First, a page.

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State, local officials keep eye on flu
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Swine flu has apparently not charged into Georgia yet, but local and regional health agencies are on the ready and continue to track federal updates.
Of the confirmed 64 U.S. cases, the closest the disease has come to Georgia is six infections in Texas. There have been no reported deaths in the United States.
Yesterday, the World Health Organization raised the threat level
from three to four, “meaning that there is significant person-to-person transmission to a new virus,” explained Annette Neu, director of emergency preparedness and response for the Coastal Health District.
“It’s because it’s a novel flu strain — it’s not appeared before,” Neu said. “Generally, people will lack immunity to this strain of influenza.”
“CDC [Center of Disease Control] is working on characterizing the virus and vaccine development for a vaccine won’t be available for several months,” she added.
The local Health Department has not seen any increase in residents with flu-like symptoms.
“We’ve not had local concern exhibited,” said Linda Ratcliffe, public information officer for the Liberty County Health Department.
But the health department is bracing for any changes.
“As a district, we’re getting materials ready and we do have procedures come into play when we have a pandemic,” Ratcliffe said.
Liberty County residents should follow instruction from public health groups through the media, if action is warranted.
“If there’s one [vaccine] available and we got to a pandemic level, then we would set up points of distribution,” Ratcliffe said. “But right now, we’re not at that point.”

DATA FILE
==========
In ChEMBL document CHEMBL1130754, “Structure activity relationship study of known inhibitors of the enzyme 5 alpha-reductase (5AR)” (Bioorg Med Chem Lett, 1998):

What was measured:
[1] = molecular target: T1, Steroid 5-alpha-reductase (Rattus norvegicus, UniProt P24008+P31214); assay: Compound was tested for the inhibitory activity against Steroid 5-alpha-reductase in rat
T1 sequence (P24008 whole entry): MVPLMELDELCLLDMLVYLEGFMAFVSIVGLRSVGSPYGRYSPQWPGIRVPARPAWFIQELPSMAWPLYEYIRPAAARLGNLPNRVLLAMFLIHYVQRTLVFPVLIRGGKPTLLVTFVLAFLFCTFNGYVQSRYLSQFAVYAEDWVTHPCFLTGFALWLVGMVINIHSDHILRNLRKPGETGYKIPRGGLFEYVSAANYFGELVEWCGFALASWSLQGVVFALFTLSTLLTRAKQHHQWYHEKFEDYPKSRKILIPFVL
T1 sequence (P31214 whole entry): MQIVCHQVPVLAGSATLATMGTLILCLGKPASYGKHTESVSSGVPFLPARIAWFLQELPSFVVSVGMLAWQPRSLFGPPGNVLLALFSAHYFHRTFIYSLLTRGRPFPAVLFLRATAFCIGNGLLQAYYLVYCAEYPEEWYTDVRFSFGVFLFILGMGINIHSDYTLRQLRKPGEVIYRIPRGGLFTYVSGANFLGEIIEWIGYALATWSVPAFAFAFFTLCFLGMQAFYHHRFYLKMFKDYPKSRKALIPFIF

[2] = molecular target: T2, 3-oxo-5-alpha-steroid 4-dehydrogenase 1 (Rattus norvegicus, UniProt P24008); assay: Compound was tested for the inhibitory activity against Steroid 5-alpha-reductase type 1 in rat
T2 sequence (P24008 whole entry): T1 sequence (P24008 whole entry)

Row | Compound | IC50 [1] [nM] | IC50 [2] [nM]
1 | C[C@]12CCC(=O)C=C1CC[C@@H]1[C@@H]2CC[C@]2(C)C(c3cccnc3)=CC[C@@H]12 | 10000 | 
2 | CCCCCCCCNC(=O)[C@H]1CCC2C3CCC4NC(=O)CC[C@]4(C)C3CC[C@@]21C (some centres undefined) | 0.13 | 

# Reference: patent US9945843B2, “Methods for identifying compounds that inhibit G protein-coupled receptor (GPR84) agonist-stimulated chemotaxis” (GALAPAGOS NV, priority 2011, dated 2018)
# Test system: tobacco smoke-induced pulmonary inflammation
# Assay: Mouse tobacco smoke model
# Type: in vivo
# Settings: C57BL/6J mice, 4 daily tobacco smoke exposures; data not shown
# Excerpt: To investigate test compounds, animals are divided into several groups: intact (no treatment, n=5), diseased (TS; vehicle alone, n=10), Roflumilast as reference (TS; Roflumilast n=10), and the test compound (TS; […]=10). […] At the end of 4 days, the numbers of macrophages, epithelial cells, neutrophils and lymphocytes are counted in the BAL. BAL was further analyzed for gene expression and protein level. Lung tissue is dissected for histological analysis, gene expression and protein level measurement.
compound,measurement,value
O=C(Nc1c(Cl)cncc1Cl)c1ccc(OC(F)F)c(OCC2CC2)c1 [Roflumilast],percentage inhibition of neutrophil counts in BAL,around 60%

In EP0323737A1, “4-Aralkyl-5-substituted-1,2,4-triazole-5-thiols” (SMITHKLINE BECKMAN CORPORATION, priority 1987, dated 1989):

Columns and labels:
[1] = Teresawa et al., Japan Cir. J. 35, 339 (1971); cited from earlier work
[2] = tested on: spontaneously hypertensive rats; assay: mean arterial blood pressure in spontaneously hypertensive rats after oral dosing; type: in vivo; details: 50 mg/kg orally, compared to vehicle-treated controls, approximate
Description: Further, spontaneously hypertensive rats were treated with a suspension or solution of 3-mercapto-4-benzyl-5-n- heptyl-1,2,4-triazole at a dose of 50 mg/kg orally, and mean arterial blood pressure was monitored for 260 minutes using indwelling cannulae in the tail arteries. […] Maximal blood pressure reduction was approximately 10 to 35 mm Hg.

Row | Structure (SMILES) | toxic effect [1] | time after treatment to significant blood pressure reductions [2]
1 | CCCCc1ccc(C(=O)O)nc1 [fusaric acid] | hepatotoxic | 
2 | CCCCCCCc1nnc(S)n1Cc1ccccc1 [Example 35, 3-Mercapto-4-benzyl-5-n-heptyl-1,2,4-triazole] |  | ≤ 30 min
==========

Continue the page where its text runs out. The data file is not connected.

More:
“At this point, it’s still considered an outbreak,” Neu said. “We are in a pre-pandemic stage.”
A pandemic is a worldwide outbreak.
“All of the cases in the United States have been mild and responded to medication,” Neu said. “People that are ill should see their physician because the medicine is most effective if started in 48 hours of symptoms.”
The airborne virus spreads airborne or by contact with someone who is sick.
“The virus will live on surfaces for a while,” Neu said. “That’s why washing your hands is so important.”
Eyes, nose and mouth are the gateways for the disease, so Neu suggests the public put up their guard.
Protecting the health of eight counties, the Coastal Health District is “getting significant phone calls and inquires,” according to Neu.
“There’s a reason for people to be prepared, to be educated and prepared,” Neu said.
Good hygiene and taking preventive measures are the best ways to stay healthy.
“I would expect this to be a limited time period for this outbreak, with a possible re-emergence of the virus in the fall,” Neu said.
Flu season is nearing the end. So Neu is not suggesting retaking normal flu shots.
“The regular flu shot would be ineffective,” Neu said, adding the health department still have some available.
Mike Hodges, director of the Hinesville EMA, said he and his staff also are closely monitoring the situation. He urged residents to remain calm and informed.
“We just want everybody to trust that we’re keeping our eyes on it and watching the entire state of Georgia,” he said.
For the latest developments in swine flu, check the CDC Web site at and the Coastal Health District Web site at
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